Validation of the modified NUTrition Risk Score (mNUTRIC) in mechanically ventilated, severe burn patients: A prospective multinational cohort study

Burns. 2021 Dec;47(8):1739-1747. doi: 10.1016/j.burns.2021.05.010. Epub 2021 May 15.


Background: Whether nutrition therapy benefits all burn victims equally is unknown. To identify patients who will benefit the most from optimal nutrition, the modified Nutrition Risk in Critically Ill (mNUTRIC) Score has been validated in the Intensive Care Unit. However, the utility of mNUTRIC in severe burn victims is unknown. We hypothesized that a higher mNUTRIC (≥5) will be associated with worse clinical outcomes, but that greater nutritional adequacy will be associated with better clinical outcomes in patients with higher mNUTRIC score.

Methods: This prospective study included data from mechanically ventilated, severe burn patients (n = 359) from 51 Burn Units worldwide included in a randomized trial. Our primary and secondary outcomes were hospital mortality and the time to discharge alive (TTDA) from hospital. We described the association between nutrition performance and clinical outcomes.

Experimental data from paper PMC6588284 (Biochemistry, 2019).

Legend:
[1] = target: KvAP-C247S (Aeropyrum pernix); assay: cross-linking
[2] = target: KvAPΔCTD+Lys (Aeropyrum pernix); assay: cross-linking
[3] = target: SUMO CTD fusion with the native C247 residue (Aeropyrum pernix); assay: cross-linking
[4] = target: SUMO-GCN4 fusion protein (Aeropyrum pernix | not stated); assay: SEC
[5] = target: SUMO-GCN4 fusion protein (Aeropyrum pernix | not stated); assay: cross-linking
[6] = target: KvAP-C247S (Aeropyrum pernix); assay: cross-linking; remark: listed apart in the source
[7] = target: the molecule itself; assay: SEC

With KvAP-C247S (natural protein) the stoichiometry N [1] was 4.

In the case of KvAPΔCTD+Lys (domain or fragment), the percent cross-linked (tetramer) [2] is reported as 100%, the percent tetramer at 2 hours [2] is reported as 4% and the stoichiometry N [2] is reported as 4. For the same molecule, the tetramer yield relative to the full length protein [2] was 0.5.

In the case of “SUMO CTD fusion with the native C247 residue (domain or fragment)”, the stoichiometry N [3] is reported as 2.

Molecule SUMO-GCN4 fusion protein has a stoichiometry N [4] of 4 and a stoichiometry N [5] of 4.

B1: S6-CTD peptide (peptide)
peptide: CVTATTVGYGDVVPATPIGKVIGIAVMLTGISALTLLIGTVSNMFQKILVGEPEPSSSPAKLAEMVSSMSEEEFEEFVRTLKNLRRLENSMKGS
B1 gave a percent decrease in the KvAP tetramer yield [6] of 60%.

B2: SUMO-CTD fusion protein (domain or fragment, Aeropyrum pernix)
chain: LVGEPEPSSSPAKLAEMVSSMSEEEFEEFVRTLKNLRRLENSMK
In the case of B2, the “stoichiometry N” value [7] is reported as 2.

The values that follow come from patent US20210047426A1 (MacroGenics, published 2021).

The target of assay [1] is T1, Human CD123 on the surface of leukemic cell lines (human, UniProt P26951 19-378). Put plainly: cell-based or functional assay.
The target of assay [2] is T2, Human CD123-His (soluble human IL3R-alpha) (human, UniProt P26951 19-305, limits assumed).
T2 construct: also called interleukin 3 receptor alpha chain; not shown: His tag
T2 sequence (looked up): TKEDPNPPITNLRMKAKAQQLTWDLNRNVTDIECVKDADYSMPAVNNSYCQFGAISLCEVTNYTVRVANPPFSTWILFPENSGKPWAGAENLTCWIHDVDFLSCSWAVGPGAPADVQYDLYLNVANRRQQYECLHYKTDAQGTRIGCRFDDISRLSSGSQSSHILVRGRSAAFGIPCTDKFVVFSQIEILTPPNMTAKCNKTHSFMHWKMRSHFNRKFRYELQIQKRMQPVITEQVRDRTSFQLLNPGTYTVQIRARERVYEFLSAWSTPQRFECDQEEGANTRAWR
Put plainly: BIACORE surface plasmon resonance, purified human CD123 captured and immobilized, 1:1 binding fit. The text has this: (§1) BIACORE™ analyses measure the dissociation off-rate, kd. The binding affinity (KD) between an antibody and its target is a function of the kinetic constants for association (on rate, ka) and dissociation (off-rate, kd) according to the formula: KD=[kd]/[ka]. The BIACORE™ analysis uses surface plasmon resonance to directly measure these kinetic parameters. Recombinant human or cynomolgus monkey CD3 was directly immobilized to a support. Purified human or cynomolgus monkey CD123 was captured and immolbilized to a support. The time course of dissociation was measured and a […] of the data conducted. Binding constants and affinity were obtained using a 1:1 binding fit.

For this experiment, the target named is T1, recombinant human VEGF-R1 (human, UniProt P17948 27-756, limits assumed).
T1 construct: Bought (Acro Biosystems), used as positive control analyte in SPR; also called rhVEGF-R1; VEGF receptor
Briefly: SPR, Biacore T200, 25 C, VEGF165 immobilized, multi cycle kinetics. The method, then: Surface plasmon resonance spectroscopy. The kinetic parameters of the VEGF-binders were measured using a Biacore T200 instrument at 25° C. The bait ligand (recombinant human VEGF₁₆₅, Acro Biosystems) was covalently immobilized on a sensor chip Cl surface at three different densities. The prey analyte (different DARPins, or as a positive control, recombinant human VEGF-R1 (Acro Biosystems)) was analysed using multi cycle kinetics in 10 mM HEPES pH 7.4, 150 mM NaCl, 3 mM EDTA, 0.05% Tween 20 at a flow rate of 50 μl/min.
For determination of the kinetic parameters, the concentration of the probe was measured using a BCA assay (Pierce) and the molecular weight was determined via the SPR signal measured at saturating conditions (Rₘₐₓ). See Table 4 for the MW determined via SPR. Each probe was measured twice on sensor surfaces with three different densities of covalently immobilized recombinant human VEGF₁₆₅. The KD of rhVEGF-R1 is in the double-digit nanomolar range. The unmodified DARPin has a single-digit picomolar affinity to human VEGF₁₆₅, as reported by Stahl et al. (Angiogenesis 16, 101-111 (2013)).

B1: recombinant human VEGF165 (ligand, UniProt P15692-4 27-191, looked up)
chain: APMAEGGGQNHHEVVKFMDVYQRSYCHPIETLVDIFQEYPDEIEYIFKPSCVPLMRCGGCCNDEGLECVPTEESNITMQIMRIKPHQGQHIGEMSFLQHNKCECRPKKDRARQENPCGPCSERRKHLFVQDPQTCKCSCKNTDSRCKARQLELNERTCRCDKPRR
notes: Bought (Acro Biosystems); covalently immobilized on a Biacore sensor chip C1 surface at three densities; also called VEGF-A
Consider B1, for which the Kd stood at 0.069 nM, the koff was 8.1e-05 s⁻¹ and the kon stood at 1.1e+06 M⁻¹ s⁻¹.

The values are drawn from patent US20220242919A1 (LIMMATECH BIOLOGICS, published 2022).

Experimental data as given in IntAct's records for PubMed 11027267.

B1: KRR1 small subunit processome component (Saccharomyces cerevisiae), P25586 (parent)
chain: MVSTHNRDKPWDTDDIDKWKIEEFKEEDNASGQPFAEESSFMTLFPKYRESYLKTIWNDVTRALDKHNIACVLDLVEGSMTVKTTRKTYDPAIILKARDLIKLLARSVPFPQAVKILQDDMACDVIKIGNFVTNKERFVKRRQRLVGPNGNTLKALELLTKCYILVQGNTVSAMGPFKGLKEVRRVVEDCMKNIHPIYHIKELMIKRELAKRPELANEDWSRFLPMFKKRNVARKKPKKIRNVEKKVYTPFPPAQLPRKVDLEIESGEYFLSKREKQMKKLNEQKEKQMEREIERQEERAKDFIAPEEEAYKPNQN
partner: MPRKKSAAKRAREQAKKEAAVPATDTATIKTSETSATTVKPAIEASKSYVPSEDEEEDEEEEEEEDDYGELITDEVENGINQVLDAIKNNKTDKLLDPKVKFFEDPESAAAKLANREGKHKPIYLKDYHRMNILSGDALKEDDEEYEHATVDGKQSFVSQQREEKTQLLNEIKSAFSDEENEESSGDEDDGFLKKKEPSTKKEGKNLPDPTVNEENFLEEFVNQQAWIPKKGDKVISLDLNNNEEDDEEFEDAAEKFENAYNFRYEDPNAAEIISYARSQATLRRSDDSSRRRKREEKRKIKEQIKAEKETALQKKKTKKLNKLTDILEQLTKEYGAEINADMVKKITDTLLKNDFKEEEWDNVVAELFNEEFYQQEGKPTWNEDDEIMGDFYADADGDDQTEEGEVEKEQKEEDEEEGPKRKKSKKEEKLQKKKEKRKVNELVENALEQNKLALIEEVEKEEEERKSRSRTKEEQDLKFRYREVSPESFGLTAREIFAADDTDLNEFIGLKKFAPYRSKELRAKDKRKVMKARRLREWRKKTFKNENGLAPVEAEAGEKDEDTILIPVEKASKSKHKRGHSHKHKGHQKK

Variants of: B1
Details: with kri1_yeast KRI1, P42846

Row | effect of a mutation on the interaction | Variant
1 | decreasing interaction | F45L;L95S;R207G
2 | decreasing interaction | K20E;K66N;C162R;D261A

Results: Compared to low mNUTRIC (n = 313), the high mNUTRIC group (n = 46) had higher mortality (61% vs. 19%, p = 0.001), and longer TTDA (>90 [87->90] vs. 64 [38-90] days, p = <0.0001). Only in the high mNUTRIC group, increased calorie intake (per 20% increase) was associated with lower mortality and a faster TTDA.

Conclusions: The mNUTRIC score identifies those with poor clinical outcomes and may identifies those mechanically ventilated, severe burn patients in whom optimal nutrition therapy may be more advantageous.

Keywords: Burns; Intensive care; Nutrition support; Nutritional risk; RE-ENERGIZE; mNUTRIC.

Publication types

  • Randomized Controlled Trial

MeSH terms

  • Burns* / therapy
  • Cohort Studies
  • Critical Illness / therapy
  • Humans
  • Intensive Care Units
  • Malnutrition* / therapy
  • Nutrition Assessment
  • Prospective Studies
  • Respiration, Artificial
  • Retrospective Studies
  • Risk Factors